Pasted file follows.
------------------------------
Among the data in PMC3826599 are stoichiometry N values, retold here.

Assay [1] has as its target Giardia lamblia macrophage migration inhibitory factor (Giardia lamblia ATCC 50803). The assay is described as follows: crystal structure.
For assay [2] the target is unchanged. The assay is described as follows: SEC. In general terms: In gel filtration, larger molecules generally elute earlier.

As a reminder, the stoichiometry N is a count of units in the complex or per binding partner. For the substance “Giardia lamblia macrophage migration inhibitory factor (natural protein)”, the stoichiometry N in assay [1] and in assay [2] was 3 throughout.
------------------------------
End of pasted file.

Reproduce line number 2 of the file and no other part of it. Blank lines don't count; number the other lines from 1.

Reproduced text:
Assay [1] has as its target Giardia lamblia macrophage migration inhibitory factor (Giardia lamblia ATCC 50803). The assay is described as follows: crystal structure.